FIG. 1 is a sectional view of a resistance network constructed in accordance with the principles of the present invention for use in conjunction with a printed circuit board.
FIG. 1a is an elevational plan view of the network shown in FIG. 1 mounted on a portion of a printed circuit board.
FIG. 2 is a perspective view, partly in section, showing the manner of mounting of the network shown in FIGS. 1 and 1a to a printed circuit board.
1. Field of the Invention
The present invention relates to printed circuit boards on which one or more electronic components are interconnected by means of printed conductors on the circuit board.
2. Description of the Prior Art
In the assembly of electronic circuit boards on which a number of electronic components are to be mounted, it is customary, particularly for communications apparatus, to pre-combine a number of components into a unitary network such as a resistance network, a capacitance network or an RC network, or hybrids thereof. Such networks are conventionally mounted on the upper components side of the printed circuit board. Generally, resistance networks are manufactured by means of vapor-depositing or imprinting of resistance layers on relatively thin substrates. This method generates a favorable resistance network, however, the network so produced occupies a relatively large area when installed on the printed circuit board.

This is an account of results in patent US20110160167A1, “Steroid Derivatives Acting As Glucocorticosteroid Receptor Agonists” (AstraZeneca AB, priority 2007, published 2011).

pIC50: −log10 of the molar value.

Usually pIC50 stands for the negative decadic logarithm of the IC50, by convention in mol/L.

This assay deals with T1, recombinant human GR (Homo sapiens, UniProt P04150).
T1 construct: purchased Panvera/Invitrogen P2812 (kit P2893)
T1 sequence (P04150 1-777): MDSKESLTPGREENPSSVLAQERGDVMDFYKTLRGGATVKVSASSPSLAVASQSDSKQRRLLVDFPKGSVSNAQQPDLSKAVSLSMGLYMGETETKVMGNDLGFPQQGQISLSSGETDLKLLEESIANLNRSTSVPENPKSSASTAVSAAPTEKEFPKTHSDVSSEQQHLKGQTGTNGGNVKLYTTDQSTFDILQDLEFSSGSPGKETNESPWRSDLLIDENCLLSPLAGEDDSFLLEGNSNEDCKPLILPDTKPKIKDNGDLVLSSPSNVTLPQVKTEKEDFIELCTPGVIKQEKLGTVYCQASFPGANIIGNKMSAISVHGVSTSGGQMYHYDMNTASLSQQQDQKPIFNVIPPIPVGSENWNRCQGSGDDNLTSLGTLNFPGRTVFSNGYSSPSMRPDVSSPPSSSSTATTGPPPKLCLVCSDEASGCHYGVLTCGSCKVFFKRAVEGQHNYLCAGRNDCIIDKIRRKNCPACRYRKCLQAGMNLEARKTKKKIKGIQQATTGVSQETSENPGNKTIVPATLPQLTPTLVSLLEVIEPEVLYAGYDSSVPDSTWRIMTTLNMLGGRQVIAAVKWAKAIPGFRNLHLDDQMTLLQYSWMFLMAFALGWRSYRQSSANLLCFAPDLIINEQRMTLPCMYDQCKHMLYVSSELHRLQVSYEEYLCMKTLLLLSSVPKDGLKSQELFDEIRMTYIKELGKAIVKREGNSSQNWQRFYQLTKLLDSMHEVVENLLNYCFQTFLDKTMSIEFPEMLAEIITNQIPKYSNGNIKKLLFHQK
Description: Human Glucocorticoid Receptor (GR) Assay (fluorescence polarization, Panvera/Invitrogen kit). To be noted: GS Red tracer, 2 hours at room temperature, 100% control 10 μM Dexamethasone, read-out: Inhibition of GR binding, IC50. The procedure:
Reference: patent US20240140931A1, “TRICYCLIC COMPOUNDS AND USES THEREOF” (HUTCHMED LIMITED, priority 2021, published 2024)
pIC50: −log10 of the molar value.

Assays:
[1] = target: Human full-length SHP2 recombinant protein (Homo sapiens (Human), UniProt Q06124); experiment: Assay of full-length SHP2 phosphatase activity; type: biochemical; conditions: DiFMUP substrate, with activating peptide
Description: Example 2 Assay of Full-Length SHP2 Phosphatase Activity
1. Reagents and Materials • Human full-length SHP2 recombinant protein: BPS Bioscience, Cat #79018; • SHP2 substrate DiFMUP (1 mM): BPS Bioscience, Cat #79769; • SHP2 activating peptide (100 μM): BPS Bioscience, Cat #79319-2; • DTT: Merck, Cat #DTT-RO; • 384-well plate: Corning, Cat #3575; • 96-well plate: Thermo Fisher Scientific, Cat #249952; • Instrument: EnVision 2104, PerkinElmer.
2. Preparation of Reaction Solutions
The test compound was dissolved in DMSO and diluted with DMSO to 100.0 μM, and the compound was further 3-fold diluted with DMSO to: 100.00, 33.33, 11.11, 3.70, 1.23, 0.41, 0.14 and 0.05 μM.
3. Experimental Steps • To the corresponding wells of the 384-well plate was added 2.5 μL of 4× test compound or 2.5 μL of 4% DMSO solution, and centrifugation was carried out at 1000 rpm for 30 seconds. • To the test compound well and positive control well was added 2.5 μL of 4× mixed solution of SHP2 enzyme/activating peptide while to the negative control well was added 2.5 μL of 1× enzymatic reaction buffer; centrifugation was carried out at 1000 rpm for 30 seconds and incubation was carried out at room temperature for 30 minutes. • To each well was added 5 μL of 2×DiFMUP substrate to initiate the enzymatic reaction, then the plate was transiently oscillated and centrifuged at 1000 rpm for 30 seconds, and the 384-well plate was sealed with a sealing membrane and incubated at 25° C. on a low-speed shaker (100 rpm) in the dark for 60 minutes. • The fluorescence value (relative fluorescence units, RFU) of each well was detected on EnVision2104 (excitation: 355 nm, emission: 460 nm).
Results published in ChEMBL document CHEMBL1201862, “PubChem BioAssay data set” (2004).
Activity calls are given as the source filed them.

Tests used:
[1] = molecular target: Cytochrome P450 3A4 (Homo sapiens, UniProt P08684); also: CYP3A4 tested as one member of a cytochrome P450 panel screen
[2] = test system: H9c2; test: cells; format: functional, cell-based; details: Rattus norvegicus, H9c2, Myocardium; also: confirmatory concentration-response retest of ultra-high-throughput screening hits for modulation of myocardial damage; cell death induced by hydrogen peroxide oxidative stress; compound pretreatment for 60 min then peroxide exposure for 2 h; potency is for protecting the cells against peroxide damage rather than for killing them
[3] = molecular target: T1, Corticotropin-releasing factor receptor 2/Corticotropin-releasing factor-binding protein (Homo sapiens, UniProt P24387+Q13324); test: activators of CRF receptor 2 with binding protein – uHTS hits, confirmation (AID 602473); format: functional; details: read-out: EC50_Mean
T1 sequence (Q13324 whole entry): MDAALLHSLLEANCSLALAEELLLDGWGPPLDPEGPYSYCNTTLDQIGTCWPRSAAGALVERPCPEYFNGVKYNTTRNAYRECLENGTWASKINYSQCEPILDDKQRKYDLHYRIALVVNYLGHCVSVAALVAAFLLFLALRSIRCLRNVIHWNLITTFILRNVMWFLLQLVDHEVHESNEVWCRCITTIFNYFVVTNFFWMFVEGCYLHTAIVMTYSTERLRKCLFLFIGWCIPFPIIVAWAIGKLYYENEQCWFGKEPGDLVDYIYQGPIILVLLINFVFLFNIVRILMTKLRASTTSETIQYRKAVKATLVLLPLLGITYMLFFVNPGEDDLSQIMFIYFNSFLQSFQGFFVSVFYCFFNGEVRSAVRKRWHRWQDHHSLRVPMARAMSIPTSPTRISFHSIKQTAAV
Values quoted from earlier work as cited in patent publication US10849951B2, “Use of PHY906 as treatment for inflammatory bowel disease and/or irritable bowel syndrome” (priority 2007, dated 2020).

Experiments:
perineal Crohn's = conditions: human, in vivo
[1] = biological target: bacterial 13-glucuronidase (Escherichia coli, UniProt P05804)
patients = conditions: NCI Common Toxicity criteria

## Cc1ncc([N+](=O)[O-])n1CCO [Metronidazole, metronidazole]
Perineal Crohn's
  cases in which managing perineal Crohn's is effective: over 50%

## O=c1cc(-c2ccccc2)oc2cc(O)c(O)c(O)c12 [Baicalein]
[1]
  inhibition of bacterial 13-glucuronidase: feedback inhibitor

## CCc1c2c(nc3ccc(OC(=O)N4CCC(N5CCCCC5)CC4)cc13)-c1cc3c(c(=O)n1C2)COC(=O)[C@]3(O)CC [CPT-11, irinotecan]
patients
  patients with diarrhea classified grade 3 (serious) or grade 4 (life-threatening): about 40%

Such resistance networks are generally equipped with component legs and require a large number of connection locations for electrical and mechanical contact with the circuit board. Equipping conventional resistance networks further adds to the expense of manufacture of such networks. The connection of the resistance layers to the legs which form the component leads generally is undertaken by soldering one appropriately shaped end of the lead to a particular resistance layer. The lead wires are then, if necessary bent 90 are inserted into the soldering lugs on the upper side of a printed circuit board. The component legs are then electrically connected to the board, for example, by dip soldering.